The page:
The French are well known for their love of taxes. A list of 266 taxes levied by the French taxman has recently been doing the rounds on social media, causing quite a few raised eyebrows at the pernickety nature of some of the taxes. (Our personal favourite is number 62 – a tax on cross-country skiing!)

If you delve deeply into most countries tax systems you can find hidden charges and fees on many industries and trades. However this latest list has made international entrepreneurs who have their businesses based in the UK breathe a sigh of relief that the British tax system is much more streamlined.

As well as the tax system being much simpler to understand, the steady corporation tax rate of 20% makes the UK extremely tax-friendly and inviting for business owners and foreign entrepreneurs.

Some other advantages in the UK include the high limit for Capital Gains Tax which is only collected on amounts over £10,000; and a reduced tax for IT and tech startups or companies in the business of innovation or ideas. This tax is called the patent box and instead of paying 20% corporation tax, they only pay 10%.

What are the French tax changes for 2015?

But despite their reputation, France is beginning to take a leaf out of the UK’s book and has finally started implementing online payment systems instead of insisting on rafts of paperwork that needed filling in and sending off.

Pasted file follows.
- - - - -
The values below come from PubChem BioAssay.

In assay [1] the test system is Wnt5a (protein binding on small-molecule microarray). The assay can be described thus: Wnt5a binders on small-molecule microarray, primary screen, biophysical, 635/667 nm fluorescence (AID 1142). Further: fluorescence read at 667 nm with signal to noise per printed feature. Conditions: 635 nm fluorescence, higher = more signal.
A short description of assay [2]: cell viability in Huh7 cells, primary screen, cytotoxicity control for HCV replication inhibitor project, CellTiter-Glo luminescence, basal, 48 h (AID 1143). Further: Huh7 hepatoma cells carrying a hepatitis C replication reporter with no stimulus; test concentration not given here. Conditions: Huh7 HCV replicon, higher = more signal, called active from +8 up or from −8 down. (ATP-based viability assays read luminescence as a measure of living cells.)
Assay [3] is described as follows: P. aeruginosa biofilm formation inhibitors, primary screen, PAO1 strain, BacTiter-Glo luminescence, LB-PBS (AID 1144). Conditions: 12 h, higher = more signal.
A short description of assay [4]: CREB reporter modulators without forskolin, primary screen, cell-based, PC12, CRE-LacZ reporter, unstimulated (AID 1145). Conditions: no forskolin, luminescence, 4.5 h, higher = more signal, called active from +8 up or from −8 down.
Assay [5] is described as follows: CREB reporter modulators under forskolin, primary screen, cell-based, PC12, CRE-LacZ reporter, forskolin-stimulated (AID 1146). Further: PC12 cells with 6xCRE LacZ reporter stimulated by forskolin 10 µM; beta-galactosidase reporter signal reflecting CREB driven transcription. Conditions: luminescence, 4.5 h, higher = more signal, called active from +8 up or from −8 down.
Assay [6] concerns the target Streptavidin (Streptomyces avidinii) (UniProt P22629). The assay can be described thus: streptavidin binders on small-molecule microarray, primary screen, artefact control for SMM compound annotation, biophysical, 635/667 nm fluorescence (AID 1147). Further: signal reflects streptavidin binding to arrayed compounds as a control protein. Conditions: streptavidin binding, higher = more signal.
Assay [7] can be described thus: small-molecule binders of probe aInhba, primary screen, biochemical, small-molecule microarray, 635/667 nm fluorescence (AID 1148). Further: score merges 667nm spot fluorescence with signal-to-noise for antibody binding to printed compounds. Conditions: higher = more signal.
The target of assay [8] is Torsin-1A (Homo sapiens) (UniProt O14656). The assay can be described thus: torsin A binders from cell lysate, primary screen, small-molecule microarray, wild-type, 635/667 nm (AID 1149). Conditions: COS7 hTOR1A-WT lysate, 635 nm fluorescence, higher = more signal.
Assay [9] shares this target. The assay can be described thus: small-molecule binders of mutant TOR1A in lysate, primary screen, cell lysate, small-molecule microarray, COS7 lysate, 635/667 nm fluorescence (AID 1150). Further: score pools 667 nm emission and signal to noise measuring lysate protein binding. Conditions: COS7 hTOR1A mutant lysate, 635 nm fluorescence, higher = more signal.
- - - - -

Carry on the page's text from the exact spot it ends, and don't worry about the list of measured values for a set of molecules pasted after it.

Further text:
A new law has also been announced that will see employees being taxed entirely at their payroll instead of everyone - whether self-employed or not! - having to fill in a time-consuming income tax declaration. President François Hollande packaged this system swap-over with a supposed “gift” to the workers of France - an “année blanche” (a lost tax year) where no income tax would be levied for 2017.

This could potentially come as a nice money-earning advantage to the heads of big business who could hold off paying their bonuses or “variable income” in 2016 and instead pay it in 2017 when they won’t be taxed. However, the majority of French workers will not be benefitting at all. This is because the French always pay their income tax on the previous year, so they will still have to pay tax in 2017 on their 2016 earnings.

On the positive side, this change to payroll tax means a simplified system for employees. And also as President Hollande pledged this income tax change in his 2012 election manifesto, the French can at least rejoice in the fact that their President has finally stuck to a promise. So despite their reputation for dragging their heels in the face of change, it hopefully won’t be too long before the French tax system resembles that of its European neighbours.

For more information on UK company formation in tax-friendly Britain, or details on how to make the most of your tax situation in France – including expert advice with French tax planning and accounting, please download our free guide below or contact us with your questions via our contact page and we’ll be happy to find a solution.

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